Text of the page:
Author Archives: Raymond R. Rinkol, Jr.

Presentation: The FFCRA and Other COVID-19 Considerations for Employers


On April 21, 2020, Ray Rinkol and Natalie Clouse presented “The FFCRA and Other COVID-19 Considerations for Employers To view the presentation click the headline listed above or visit https://www.youtube.com/watch?v=J1wBZxzOWOI&feature=youtu.be .

FFCRA Employer Notice


The U.S. Department of Labor recently issued a notice that must be posted by each covered employer pursuant to the Families First Coronavirus Response Act (FFCRA): FFCRA Notice

U.S. Supreme Court upholds arbitration agreements that waive class and collective actions and require individualized arbitration


Epic Systems Corp. v. Lewis, Nos. 16-285, 16-300, 16-307 (US May 21, 2018). The U.S. Supreme Court recently ruled that employers and employees can agree to resolve disputes through individualized arbitration. In other words, if the employer and employee enter into an agreement to resolve disputes through individualized arbitration, the employee cannot later join with Continue reading

Eighth Circuit Rules Obesity, By Itself, Not a Disability Under ADA


Melvin Morriss, III v. BNSF Railway Company, No. 14-3858 (8th Cir. 2016) The United States Court of Appeals for the Eighth Circuit recently ruled that obesity, by itself, is not a disability under the Americans with Disability Act of 1990, as amended by the ADA Amendments Act of 2008 (ADAAA).  Following the Second and Sixth Continue reading

Telecommuting Up to 4 Days a Week Not a Reasonable Accommodation


EEOC v. Ford Motor Company, No. 12-2484 (6th Cir. 2015) Reversing its prior opinion, the United States Court of Appeals for the Sixth Circuit recently ruled that Ford Motor Company (“Ford”) is not required by the Americans with Disabilities Act (“ADA”) to allow an employee “to work from home on an as-needed basis, up to Continue reading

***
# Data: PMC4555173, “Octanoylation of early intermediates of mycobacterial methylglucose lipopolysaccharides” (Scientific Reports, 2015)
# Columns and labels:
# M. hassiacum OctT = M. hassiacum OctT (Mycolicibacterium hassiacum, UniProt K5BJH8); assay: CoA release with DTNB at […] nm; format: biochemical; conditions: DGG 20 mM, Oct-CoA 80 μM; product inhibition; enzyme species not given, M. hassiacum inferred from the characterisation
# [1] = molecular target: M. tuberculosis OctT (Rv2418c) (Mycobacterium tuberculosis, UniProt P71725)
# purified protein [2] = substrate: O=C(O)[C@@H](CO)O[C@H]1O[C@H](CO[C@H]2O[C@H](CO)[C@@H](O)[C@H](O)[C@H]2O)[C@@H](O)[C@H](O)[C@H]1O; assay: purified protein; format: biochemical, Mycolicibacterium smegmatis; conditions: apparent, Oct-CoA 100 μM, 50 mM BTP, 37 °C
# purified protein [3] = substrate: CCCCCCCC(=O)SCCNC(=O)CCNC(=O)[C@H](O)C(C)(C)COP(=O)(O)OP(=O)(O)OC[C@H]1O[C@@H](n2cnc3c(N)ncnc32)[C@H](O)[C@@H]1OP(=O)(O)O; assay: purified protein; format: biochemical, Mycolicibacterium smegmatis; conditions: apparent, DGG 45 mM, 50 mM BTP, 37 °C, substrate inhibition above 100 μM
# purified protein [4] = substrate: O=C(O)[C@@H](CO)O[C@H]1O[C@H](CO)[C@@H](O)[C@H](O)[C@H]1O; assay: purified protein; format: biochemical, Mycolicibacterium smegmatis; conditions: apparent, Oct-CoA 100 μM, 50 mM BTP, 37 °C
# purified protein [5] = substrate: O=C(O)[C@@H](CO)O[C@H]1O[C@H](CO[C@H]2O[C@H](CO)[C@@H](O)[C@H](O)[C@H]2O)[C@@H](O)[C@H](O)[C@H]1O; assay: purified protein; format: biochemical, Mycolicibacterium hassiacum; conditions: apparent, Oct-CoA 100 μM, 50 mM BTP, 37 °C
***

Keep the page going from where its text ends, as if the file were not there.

NLRB Adopts Final Rule Amending Representation Case Procedures


The National Labor Relations Board (“NLRB”) recently adopted a final rule amending its representation case procedures.  Upon the filing of a representation petition, the NLRB determines whether an election should be conducted to decide if the employees will be represented for collective bargaining purposes with their employer.  Effective April 14, 2015, the final rule will Continue reading

Independent Contractors Not Protected by ADA, ADEA, and FMLA


Larry Alexander v. Avera St. Luke’s Hospital, No. 13-2592 (8th Cir. 2014) The United States Court of Appeals for the Eighth Circuit recently ruled that independent contractors are not protected by the Americans with Disabilities Act (“ADA”), the Age Discrimination in Employment Act (“ADEA”), and the Family and Medical Leave Act (“FMLA”). Instead, these statutes Continue reading

U.S. Supreme Court Defines “Changing Clothes” Under FLSA


The United States Supreme Court recently ruled (Sandifer v. U.S. Steel Corp., No. 12-417 (US 2014)) that time spent donning (putting on) and doffing (taking off) protective gear fell within the meaning of “changing clothes” of the Fair Labor Standards Act (“FLSA”) and was thus noncompensable time pursuant to a collective bargaining agreement.

United States Supreme Court Enforces a Three Year Statute of Limitations Period Contained in an ERISA Plan


Heimeshoff v. Hartford Life & Accident Ins. Co., No. 12-729 (US 2013) The United States Supreme Court recently ruled that a three year statute of limitations period, established by an employee benefit plan covered by the Employee Retirement Income Security Act of 1974 (“ERISA”), which began to run from the date proof of loss is Continue reading

Minimum Wage and Overtime Extended to Home Health Care Workers


The U.S. Department of Labor recently announced new regulations extending minimum wage and overtime rules, set forth in the Fair Labor Standards Act (the “Act”), to most workers providing home health care services to the elderly and persons with an illness, injury, or disability.